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Tuesday, August 19, 2008

Dispatch From Chautauqua

FROM BARBARA KING: Greetings from the shores of Lake Chautauqua in southwestern New York, where I'm at Chautauqua Institution for part of "Darwin and Linnaeus" week. Today was my first day in residence, and as I see it, the theme was the importance of, and wonder in, all creatures of our Earth, from the perspectives of religion and science both.
In the 9 a.m. chill, people gathered in Chautauqua's amphitheatre for a morning religious service. Right near the start came these words: "We need today, more than ever, a common language, a common intention to communicate and listen across differences in worldviews, cultures, classes, religions, and species."
To communicate and listen across species! I felt at home with this net cast wide into the natural world. This week's visiting pastor, Bruce Sanguin from the Canadian Memorial United Church and Center for Peace in Vancouver, British Columbia, took this idea further in a sermon that focused on the Pentecost story in ecological and evolutionary perspective. In a reversal of what happens with the Tower of Babel, the Pentecost story tells of visitors from farflung cultures who had come to Jerusalem and were able miraculously to understand each other's native language.
The allegory is powerful, for if seen in an evolutionary light it can urge us to think about how we relate with other species who communicate differently than we do. Sanguin says all of us must "fall back in love" with our planet, and work for its healing, because the current ecological crisis is "the fundamental challenge facing human beings today." Of course, he speaks from within the Christian tradition, but I heard his call as one that goes out to all people, at a time when our species seems to speak "only the dialect of domination." This needs to change, as Sanguin put it, "for our children, and for the children of all species."
The urgency facing us, the need to get into gear and take concrete steps to save the habitat, is often framed in terms of the need to save mammals (great apes, elephants, dolphins, whales, pandas) and birds. As a biological anthropologist who has studied primates, I sometimes promote this focus myself. But the morning's embrace was in no way so limited, and by the time the afternoon rolled around, it had broadened further in a startlingly specific way.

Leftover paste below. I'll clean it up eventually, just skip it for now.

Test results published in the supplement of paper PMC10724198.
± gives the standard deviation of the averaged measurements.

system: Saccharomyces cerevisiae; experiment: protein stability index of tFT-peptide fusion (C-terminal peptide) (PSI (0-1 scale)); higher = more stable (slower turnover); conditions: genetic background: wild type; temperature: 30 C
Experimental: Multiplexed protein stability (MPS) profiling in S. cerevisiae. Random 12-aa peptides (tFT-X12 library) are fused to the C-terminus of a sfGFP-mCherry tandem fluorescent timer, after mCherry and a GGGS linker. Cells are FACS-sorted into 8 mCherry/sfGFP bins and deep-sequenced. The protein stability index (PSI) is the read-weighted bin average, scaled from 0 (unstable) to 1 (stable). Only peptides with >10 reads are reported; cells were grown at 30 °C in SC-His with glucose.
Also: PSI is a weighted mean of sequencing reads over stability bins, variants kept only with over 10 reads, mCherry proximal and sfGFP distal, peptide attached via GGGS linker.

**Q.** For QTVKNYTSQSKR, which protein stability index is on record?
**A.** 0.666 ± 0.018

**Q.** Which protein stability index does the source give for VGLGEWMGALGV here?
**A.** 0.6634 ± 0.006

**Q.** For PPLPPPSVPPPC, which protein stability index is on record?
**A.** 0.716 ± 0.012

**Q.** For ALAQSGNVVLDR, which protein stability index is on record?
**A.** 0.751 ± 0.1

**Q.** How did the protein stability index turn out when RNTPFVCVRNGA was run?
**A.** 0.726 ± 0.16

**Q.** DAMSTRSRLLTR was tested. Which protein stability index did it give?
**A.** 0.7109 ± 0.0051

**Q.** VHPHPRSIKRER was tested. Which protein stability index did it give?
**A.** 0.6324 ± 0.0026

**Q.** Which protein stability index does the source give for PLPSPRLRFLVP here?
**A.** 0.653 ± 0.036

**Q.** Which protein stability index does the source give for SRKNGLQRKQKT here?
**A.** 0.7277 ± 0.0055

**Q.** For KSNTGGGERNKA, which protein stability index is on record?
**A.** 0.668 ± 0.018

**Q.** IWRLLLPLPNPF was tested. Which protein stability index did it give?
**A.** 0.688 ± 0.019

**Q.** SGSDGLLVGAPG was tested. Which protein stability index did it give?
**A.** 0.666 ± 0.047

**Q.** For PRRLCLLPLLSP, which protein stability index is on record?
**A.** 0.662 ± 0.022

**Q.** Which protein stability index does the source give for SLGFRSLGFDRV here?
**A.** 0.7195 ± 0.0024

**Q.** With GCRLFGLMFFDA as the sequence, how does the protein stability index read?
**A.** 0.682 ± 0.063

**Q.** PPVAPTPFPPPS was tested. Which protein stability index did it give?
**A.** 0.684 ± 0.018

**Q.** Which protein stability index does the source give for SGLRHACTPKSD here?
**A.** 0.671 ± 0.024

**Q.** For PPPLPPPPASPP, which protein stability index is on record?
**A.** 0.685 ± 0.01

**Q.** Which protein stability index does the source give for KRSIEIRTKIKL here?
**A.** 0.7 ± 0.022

The department of religion's guest speaker today was science writer Carl Zimmer. Zimmer brought the clarity of his journalism to the task of discussing Darwin, Linnaeus, and microbes to a good-sized audience. His compare-and-contrast discussion of Linnaeus and Darwin was useful. For instance, with his new system for classifying the world's plants and animals, Linnaeus felt he was revealing the order of God; by contrast, Darwin, with his grasping of the concept of common ancestry, offered a specific way to understand why species are grouped as they are.
Zimmer's skills in communicating science were most evident when he told tales of microbes, those single-celled organisms that have accounted for seven-eighths of the timeline of life on Earth. Following the thesis of his new book Microcosm, Zimmer discussed a creature most of us give no second thought to, unless we eat a bad cheeseburger: E. coli. These micro-organisms are wildly successful and key to our ecosystems' health: They recycle nutrients, pull pollutants out of the wetlands, produce oxygen, anchor the food chain, and for that matter anchor our "internal jungle," our digestive system. Scientists, through lab experiments, observe them evolve generation by generation and in so doing, come to better understand the workings of evolution and genomic change.
To start the day with Sanguin's sacred species and end it with Zimmer's evolved species made for a resonant mix. In each case, the emphasis is off humans, but with an underlying urge to understand our own species better.